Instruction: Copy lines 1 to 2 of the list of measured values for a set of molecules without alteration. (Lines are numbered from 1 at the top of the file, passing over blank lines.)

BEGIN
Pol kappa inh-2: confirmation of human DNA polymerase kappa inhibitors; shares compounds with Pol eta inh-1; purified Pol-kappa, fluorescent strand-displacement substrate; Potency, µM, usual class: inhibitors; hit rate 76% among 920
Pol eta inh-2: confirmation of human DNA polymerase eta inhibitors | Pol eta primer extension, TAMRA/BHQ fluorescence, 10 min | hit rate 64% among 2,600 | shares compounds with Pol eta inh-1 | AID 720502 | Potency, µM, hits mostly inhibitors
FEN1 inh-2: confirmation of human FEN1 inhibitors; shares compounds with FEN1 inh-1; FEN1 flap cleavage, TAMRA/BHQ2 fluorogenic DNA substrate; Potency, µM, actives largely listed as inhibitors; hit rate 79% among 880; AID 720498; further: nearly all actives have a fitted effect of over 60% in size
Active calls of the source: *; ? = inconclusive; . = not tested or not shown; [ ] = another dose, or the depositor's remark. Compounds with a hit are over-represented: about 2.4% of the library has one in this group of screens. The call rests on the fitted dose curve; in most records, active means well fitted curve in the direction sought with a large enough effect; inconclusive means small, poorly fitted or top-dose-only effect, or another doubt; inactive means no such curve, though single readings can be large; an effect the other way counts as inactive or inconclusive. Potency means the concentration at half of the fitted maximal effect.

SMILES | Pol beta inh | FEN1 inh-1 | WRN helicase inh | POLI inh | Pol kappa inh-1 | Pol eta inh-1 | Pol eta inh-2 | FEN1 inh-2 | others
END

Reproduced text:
Pol kappa inh-2: confirmation of human DNA polymerase kappa inhibitors; shares compounds with Pol eta inh-1; purified Pol-kappa, fluorescent strand-displacement substrate; Potency, µM, usual class: inhibitors; hit rate 76% among 920
Pol eta inh-2: confirmation of human DNA polymerase eta inhibitors | Pol eta primer extension, TAMRA/BHQ fluorescence, 10 min | hit rate 64% among 2,600 | shares compounds with Pol eta inh-1 | AID 720502 | Potency, µM, hits mostly inhibitors